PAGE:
Obesity Epidemic Grows: [CNN.com] "Two-thirds of all adults and about a third of all children and teenagers in the United States are overweight or obese according to a report release Thursday by the Trust for America's Health (TFAH) and the Robert Wood Johnson Foundation (RWJF). According to "F as in Fat: How Obesity Threatens America's Future 2011,"[PDF] adult obesity increased in 16 states during the past year and rates soared to 30% or more in these 12 states: Alabama, Arkansas, Kentucky, Louisiana, Michigan, Mississippi, Missouri, Oklahoma, South Carolina, Tennessee, Texas, and West Virginia. Four years ago, only one state - Mississippi - had an adult obesity rate of more than 30%. No state showed a decrease in it obesity rate in Thursday's report."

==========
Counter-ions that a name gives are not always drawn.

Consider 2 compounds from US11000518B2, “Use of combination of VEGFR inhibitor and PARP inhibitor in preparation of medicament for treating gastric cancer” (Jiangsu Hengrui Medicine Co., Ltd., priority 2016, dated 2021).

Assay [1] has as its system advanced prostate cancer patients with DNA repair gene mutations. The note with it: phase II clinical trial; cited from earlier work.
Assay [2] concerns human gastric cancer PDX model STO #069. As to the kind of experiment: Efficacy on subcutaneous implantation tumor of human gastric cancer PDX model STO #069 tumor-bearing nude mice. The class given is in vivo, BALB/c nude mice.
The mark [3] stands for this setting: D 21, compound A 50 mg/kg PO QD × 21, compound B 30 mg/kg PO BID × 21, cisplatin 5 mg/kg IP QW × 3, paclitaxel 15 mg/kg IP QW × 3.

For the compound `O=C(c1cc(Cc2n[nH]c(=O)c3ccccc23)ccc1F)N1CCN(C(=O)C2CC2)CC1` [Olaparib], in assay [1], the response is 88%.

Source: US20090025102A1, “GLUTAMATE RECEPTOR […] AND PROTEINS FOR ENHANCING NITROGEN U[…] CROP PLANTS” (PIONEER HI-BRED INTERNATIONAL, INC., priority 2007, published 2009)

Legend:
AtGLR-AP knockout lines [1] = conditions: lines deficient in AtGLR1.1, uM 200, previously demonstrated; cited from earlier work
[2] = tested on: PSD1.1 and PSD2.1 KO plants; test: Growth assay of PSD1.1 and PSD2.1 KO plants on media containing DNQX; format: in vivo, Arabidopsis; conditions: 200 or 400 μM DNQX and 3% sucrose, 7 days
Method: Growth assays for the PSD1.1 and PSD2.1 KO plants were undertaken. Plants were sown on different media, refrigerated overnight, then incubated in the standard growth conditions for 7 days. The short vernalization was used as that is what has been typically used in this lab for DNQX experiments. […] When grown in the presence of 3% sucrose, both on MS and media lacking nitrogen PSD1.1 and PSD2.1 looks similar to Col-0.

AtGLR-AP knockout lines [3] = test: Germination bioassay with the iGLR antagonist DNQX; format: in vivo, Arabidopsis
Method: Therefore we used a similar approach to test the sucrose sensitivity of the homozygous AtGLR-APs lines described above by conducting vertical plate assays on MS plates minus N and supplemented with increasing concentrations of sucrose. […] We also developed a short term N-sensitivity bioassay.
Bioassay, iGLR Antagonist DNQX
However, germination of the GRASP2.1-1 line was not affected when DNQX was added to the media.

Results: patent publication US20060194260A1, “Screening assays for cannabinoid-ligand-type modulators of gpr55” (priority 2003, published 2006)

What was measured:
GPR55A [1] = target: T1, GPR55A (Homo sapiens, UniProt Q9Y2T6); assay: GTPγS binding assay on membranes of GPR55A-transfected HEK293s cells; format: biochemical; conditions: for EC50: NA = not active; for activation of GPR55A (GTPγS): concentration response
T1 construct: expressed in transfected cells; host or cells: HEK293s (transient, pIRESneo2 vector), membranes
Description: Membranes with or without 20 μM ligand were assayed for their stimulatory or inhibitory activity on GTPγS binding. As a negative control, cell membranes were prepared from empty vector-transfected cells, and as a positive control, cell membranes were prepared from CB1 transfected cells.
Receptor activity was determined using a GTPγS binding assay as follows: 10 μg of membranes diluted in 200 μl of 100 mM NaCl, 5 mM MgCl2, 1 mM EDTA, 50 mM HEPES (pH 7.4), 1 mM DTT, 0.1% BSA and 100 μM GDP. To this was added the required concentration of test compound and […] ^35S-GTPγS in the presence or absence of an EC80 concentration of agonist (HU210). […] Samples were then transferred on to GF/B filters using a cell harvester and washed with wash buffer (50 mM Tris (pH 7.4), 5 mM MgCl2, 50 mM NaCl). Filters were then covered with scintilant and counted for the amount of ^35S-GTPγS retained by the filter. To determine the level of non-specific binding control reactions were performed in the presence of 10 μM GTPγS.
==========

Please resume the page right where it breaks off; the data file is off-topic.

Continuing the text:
Why Wal-Mart Is Making Our Health Its Problem - "So what's behind the [healthier-eating] initiative? In a word: scale. In a recent article in HBR, Chris Meyer and I argued that we'll see companies taking more and more ownership of externalities they could ignore because of changing sensibilities and better sensors (meaning detection and reporting of impacts by third parties). But we also identified a third driver: the scale of modern business. Whereas in the past, a single grocer could not have much impact on society, in today's highly consolidated market, Wal-Mart touches a significant percentage of the nation's food intake. Once you reach a scale where your decisions have ramifications for millions, it is hard to pretend that the impacts, even as distant ripples, are not your problem."